Tuesday, July 29, 2008

Great Prototypes - Discipline in the world of choices

There are three general anchor points of our 2 year plan on which we keep our focus: Time, Budget, and Deliverable. A common rule of thumb in facing any decision is that we can meet 2 of these guidelines but one must give. For now until the foreseeable future, we have been most intent on holding the line on Time and Budget and allowing the Deliverable goal to flex within reasonable boundaries that still meet our mission.

In order to manage this "flex" we have emphasized flexibility in our process to be able to accommodate the widest possible range of automotive design within an acceptable range of production feasibility. This flexibility is a GOOD thing.

But we have learned to be vigilant.

Take design surfacing for an example. Given relatively unlimited choice of methods from pen sketch to rapid prototype to full prototype, there is a HUGE range of tools that can be employed to deliver a resulting form. The requirement for discipline comes in having to define the deliverable that neither overshoots or undershoots the need for form so that we can, again, meet time and budget.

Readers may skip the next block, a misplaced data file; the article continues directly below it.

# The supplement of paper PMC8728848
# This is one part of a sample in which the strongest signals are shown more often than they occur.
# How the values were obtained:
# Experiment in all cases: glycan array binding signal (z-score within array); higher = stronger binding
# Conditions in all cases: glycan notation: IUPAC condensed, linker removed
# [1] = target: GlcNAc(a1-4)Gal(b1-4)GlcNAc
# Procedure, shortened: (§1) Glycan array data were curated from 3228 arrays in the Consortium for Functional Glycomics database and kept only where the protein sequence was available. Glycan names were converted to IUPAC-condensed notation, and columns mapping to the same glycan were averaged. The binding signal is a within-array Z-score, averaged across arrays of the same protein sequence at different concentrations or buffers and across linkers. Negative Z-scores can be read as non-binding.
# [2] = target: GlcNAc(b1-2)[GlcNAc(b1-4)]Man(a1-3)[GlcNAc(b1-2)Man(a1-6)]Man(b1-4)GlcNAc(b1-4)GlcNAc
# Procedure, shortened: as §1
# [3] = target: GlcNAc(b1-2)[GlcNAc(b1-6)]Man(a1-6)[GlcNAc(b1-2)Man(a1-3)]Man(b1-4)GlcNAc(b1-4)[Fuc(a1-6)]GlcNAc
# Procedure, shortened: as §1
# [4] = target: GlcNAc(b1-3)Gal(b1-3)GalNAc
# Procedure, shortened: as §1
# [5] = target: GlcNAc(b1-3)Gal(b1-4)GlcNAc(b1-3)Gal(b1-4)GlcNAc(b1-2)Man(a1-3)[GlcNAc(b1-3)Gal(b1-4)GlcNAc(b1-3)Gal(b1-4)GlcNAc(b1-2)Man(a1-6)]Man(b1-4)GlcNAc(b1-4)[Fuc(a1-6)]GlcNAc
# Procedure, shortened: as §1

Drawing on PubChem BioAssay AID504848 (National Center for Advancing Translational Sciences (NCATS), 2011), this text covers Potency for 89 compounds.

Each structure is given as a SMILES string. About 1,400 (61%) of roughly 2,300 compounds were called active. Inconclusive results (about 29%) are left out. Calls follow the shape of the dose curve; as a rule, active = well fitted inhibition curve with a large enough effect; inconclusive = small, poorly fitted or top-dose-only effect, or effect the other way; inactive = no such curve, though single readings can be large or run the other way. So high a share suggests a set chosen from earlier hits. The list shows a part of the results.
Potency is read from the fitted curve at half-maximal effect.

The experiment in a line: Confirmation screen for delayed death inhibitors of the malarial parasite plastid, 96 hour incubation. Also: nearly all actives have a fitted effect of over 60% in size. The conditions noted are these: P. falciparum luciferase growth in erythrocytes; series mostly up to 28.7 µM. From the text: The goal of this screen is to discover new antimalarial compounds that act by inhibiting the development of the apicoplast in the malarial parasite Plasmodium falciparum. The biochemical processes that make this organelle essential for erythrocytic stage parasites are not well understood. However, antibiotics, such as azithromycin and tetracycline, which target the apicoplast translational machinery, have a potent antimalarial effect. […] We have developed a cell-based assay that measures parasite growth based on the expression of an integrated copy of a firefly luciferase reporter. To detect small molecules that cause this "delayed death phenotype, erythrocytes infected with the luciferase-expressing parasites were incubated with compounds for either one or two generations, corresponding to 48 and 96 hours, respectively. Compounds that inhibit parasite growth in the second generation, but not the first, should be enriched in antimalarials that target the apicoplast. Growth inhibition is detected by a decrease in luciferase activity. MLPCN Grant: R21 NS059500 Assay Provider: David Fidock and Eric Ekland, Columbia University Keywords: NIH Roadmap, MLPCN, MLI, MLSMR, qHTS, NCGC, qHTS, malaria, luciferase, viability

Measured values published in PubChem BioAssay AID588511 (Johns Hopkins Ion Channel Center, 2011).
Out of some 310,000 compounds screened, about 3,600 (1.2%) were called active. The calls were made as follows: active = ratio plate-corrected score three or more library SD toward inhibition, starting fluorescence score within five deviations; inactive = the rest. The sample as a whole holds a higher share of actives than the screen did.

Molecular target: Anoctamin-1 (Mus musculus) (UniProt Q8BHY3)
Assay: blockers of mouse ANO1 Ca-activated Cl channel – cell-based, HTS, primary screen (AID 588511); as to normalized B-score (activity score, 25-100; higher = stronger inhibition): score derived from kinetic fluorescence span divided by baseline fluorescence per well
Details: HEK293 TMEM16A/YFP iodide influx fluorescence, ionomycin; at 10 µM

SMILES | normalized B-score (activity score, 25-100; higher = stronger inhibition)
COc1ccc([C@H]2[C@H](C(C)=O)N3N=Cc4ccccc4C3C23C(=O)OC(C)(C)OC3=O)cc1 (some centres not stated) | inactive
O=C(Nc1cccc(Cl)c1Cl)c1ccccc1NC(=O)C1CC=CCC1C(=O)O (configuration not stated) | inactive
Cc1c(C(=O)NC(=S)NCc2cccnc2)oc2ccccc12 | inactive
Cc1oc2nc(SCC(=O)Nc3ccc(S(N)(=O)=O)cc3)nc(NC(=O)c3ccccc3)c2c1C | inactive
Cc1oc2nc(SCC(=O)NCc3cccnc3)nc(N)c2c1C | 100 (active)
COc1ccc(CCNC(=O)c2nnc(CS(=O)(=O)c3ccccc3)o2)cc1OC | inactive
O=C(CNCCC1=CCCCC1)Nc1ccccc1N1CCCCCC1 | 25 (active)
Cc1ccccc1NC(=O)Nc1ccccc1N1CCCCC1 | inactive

(www.patb.com, volvomax)


Basically, it comes to this: Today's tools are getting so good that there is often a temptation to reach for the end to finish a surface before it is ready to BE finished. I believe that keeping flexibility as long as possible into the process allows us to make better decisions so that when we do get to the "point of no return", we are within an acceptable margin of error.

We see this a lot also in the design work in the community. Some people want the precision of a 3D model in order to make as strong a presentation as possible; however, the progress of their form may not be complete enough to begin the 3D modeling process. Simply spending more time in the sketch phase is often the right answer in order to find the right form before progressing.

Discipline in a world of choices is a comforting way to channel the best free thinking into a prototype.

No comments: